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Chicago Fun-Times: a benefit for bluesman Nick Holt



The driving, intense sound of Magic Slim & the Teardrops is in its ascendancy as one of the most exciting on the contemporary blues scene. Integral to this sound is the musical tension between Slim's fierce, upper-register leads and the booming strength of Nick Holt's bass patterns. Nick is Slim's brother, but aside from his height--both men tower at about six foot eight--he's as different from the flamboyant lead guitarist as a brother can be. Slim stalks the stage like a prizefighter, guitar slung over one shoulder with a nonchalant arrogance, and pours over 300 pounds of intensity into wrenchingly endless, screaming solos from his long-suffering guitar strings. While this is going on, Nick stands silently toward the back of the stage, looking solemn and vaguely distracted as he walks his fingers across his fretboard with deceptive ease. During the break, while the gargantuan figure of Slim takes command at the bar or on the street outside the club, leading the between-sets party with raucous laughter and ribald humor, Nick sits quietly at a table with friends. He says very little, but occasionally breaks into a shy smile as he accepts a compliment for his playing. His taciturn, self-effacing personality belies the strength with which he plays, and it's a reason why he remains one of Chicago's best-kept musical secrets.

Born in rural Mississippi in 1940, Nick moved to Chicago in the mid-50s as Slim was first attempting to break into the highly competitive blues scene here. It took a while; Slim had to return to Mississippi to hone his style before finally coming back around 1960 with fresh confidence and a vastly improved technique. At that time, Slim played bass, but in 1960 he taught Nick the instrument and went on to take over the lead guitar chores in various south-side aggregations, using his brother consistently on the club dates that were now coming with increasing frequency.

In the mid-70s, Magic Slim & the Teardrops took over Hound Dog Taylor's Sunday afternoon sessions at Florence's Lounge, 55th and Shields. These matinees soon became famous throughout Chicago--later, throughout the world; Florence's was an exacting venue for a band that was nailing down its own rowdy, exhilarating brand of Chicago blues. Here Nick blossomed into his full musical maturity, learning to apply his unerring rhythmic sensibilities to Slim's traditional blues shuffles and the blues-funk fusion of guest artists, as well as gaining the confidence to do some singing. The ballad "As the Years Go Passing By" became Nick's signature; its gentle, melancholy melody line and introspective lyrics seemed to fit the serious, almost mournful demeanor Nick presented both onstage and off.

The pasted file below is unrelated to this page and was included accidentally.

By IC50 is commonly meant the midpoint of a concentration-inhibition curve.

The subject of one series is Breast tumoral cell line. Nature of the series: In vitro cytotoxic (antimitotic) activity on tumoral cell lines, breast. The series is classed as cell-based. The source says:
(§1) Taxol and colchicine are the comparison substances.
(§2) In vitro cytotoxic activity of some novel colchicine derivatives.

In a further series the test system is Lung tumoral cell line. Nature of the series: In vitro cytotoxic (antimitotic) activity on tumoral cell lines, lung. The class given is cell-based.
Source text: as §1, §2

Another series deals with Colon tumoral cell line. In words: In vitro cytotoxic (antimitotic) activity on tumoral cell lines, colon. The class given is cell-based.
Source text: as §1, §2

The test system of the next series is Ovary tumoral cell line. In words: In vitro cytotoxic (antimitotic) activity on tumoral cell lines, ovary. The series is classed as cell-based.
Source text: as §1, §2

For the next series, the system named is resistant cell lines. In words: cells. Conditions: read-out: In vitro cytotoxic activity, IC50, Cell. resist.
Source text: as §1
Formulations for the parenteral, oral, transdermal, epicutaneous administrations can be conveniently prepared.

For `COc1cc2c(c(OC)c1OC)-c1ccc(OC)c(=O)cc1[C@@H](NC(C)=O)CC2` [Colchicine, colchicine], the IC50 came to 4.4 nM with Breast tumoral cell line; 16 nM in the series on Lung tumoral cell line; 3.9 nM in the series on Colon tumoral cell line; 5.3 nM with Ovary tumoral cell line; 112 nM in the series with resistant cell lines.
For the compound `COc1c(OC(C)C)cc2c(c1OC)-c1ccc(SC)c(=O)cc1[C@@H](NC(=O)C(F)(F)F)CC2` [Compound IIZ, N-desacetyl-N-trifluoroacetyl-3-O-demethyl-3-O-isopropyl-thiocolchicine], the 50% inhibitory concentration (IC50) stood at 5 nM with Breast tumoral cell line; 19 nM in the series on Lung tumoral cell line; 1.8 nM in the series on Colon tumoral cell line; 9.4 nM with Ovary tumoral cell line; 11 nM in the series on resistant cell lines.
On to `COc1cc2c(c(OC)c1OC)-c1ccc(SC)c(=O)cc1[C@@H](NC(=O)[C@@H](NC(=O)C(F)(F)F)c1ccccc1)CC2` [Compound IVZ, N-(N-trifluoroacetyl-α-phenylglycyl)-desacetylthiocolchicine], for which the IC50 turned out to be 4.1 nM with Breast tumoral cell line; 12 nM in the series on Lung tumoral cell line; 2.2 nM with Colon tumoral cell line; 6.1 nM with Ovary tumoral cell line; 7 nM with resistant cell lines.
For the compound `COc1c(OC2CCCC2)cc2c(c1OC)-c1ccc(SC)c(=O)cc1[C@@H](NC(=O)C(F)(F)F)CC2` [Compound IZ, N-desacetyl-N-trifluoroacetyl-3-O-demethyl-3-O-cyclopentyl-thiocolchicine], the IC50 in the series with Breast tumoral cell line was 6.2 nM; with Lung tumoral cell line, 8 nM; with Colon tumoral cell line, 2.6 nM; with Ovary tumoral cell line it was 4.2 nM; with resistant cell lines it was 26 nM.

Since the days at Florence's, the band has gone through several rhythm guitarists and drummers, but the Magic Slim sound without the instinctively empathetic backing of brother Nick would be unthinkable.

It's been an extremely difficult year and a half for Nick. Last summer, just as the band was entering into some important new recording contracts and securing a series of high-visibility, well-paying jobs, he collapsed and was rushed to the hospital with a ruptured bleeding ulcer. "We almost lost him," Slim remembers; it was months before the tall, lanky figure of Nick Holt again loomed over the Teardrops from his position at the far end of the stage.

Longtime friends noticed that Nick continued to look gaunt and tired; his personality seemed more subdued than ever, and it was only occasionally that he'd step to the microphone and lead the Teardrops with his satin-voiced rendering of "As the Years Go Passing By."

Early this summer, again on the eve of some important gigs--a pre-Chicago Blues Festival appearance and a series of record-release parties for a new LP--Nick again fell ill. The problem, this time, was a serious throat infection that put Nick out of circulation for over two months and will prevent him from resuming a full-time role with the band for the foreseeable future. Slim reports that his brother has been sitting in occasionally on the Teardrops' Sunday afternoon gigs at the Cuddle Inn on South Ashland, but his voice is still very weak and there is no thought of hurrying him back into touring.

Although Nick worked for years as a welder in Chicago before becoming a full-time musician, the two serious illnesses have been financially devastating. There will be a benefit to help cover his medical expenses on Sunday, August 23, at B.L.U.E.S., 2519 N. Halsted, beginning at 5 PM. The cover charge is $5; call B.L.U.E.S. at 528-1012 for further details. The backyard patio will be open to accommodate the overflow crowd that's expected as Chicago's blues community comes out in force to support one of our most respected and best-loved musicians. Music will be provided by Slim & the Teardrops, with another bassist sitting in for Nick. Don't be surprised if Nick shows up, however, along with the scores of other musicians who usually drop in on occasions like this. Slim and Nick's friends and admirers are legion; more than one musician got his first taste of playing before an audience, with a professional band behind him, at those legendary Sunday jams at Florence's.

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